Laying out skills in this way forces us to think about what we hope students would be able to learn through the co-curricular experience and begin to identify those offices, individuals, and resources that can offer that instruction. It can help us empathize with the challenges that students face in navigating our complex web of resources and support. We can begin to see ways in which this knowledge could be structured so that it is not a series of unrelated one-off events and resources, but rather a loosely scaffolded sequence that allow students to build their skills and knowledge progressively and progress from novice to proficient to mastery. In other words, a curriculum.
This process can also reveal gaps or redundancies in our support. It may be that the reason I can’t direct students to a resource on conflict resolution (an absolutely key skill not only for a range of careers but also for graduate – especially doctoral – study), is because we don’t have one. And if that’s the case, the next time we think about developing an additional workshop on negotiation (a skill supported through a range of resources on campus, as well as an excellent free online resource offered by the American Association of University Women), perhaps we instead direct our energies instead towards developing resources on conflict resolution.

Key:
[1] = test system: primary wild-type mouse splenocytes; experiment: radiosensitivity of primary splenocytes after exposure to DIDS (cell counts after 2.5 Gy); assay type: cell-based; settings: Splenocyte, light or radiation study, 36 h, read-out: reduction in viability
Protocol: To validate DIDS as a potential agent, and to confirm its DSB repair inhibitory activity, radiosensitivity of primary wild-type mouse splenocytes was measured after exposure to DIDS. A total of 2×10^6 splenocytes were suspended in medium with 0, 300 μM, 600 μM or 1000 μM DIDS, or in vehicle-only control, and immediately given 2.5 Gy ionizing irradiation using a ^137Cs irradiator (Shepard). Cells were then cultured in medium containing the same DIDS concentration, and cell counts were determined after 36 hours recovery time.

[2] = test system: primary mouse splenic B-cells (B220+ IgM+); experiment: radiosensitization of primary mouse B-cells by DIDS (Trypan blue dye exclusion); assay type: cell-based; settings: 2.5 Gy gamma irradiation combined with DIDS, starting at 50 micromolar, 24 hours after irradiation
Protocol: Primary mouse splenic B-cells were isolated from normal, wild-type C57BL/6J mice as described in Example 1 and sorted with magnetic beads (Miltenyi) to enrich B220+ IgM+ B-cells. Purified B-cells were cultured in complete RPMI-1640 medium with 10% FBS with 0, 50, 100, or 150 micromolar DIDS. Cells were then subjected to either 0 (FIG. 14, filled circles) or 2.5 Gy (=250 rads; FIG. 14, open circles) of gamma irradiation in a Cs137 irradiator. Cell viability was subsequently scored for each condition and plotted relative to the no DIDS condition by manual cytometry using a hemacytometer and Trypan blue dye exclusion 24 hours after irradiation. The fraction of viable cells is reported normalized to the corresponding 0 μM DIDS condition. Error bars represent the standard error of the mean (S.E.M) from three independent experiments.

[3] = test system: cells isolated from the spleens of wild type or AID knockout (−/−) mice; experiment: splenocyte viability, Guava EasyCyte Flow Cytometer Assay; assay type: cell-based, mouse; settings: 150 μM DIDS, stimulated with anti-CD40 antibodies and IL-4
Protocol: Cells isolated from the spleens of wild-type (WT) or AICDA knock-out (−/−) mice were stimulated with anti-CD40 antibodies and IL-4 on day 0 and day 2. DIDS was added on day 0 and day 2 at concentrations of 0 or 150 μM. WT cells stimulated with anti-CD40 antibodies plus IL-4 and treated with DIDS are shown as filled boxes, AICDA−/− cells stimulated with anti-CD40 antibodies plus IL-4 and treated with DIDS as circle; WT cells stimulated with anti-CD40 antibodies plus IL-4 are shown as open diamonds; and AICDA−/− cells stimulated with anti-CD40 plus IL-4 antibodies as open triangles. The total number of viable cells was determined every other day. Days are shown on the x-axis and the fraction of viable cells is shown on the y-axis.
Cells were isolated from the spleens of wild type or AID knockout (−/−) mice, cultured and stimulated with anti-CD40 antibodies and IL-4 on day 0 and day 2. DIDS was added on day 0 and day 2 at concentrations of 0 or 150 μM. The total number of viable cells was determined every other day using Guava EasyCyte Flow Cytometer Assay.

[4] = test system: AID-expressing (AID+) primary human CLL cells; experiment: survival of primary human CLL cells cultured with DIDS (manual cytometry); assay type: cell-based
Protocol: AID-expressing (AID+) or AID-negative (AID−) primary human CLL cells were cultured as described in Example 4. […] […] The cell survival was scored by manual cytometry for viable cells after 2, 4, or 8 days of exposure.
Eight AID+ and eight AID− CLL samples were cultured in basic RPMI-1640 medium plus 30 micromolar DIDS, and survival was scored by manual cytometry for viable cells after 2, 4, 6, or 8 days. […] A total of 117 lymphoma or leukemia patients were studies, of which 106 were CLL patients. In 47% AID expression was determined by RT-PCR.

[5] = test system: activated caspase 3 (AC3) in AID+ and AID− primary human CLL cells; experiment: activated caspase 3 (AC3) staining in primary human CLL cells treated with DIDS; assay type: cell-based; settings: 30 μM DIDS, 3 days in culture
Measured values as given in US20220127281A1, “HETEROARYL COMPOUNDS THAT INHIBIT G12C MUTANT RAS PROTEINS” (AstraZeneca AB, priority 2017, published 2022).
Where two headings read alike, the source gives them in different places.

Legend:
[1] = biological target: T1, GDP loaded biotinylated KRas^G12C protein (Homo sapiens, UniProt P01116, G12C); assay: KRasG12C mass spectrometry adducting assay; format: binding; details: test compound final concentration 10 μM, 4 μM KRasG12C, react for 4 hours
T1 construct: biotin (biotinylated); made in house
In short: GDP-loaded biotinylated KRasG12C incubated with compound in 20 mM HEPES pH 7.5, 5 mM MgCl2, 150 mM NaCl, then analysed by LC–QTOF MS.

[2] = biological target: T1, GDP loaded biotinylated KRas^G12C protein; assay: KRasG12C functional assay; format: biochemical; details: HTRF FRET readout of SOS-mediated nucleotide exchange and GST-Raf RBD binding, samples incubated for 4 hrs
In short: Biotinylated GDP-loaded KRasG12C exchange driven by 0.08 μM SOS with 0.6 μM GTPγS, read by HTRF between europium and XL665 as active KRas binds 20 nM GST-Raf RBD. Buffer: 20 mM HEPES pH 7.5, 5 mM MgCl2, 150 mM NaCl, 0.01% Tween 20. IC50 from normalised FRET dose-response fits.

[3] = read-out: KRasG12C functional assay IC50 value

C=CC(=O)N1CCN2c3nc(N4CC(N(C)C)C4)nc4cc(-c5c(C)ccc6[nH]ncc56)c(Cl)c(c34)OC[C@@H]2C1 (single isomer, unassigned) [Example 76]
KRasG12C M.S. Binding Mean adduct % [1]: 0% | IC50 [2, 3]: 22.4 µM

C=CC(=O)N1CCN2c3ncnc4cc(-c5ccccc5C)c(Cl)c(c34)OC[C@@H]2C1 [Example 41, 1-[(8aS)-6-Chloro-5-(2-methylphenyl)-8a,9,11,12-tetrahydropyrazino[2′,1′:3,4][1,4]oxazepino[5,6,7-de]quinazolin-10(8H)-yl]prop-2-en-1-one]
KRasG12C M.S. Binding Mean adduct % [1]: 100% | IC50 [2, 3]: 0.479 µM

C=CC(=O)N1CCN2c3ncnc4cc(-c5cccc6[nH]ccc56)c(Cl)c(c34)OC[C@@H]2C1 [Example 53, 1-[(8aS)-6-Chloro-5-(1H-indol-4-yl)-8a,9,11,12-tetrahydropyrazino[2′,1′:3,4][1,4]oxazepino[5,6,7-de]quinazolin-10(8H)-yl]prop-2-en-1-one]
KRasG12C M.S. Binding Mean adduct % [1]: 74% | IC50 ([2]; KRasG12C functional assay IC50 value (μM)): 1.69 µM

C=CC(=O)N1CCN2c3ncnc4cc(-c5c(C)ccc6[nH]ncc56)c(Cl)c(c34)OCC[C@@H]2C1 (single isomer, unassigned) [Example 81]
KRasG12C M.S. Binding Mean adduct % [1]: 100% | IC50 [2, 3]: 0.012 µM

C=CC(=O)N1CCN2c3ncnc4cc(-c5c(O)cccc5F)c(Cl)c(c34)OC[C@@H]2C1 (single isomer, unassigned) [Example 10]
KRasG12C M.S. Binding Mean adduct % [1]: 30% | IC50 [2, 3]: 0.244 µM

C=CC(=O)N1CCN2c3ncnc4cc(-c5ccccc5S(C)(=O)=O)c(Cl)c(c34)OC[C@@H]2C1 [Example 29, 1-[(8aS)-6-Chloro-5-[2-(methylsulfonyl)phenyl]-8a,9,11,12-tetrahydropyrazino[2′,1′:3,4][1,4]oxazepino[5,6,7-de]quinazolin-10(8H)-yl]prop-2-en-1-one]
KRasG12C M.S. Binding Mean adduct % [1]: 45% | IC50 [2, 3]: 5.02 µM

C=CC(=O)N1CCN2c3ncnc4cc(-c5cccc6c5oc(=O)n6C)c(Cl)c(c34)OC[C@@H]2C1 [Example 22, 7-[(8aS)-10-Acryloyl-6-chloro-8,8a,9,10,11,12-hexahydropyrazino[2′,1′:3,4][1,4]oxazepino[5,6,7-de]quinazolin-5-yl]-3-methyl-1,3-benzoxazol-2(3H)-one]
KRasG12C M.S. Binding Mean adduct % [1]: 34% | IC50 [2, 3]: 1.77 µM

For each skill we could then pull together all the available resources from across campus into one place to make it easy for students to understand where and how they can access these resources, how they could sequence these resources to progressively develop this particular skill, and who the experts are on campus. As with the above example of networking, this would mean not only ordering the Life Design Lab’s various offerings into a progression (Networking 101, 201, etc.), but also identifying other resources and expertise on campus (such as the excellent programs offered through our Fast Forward U program at Johns Hopkins Technology Ventures) and incorporating all of these resources into a coherent (co)curriculum. To go a step further, we could make it easy for student groups (clubs, sports teams, fraternities/sororities, etc.) to request a workshop at their next meeting, thus ensuring both that students are learning from a campus subject expert and that instructors have an interested and captive audience.
Organizing co-curricular knowledge in the way I described would not solve all of our problems at Hopkins or in higher education – our students would still be incredibly busy with classes and research (not to mention employment, personal life, etc.) and still might not have the time or energy to make full use of the offerings available to them – but I think it would be a start.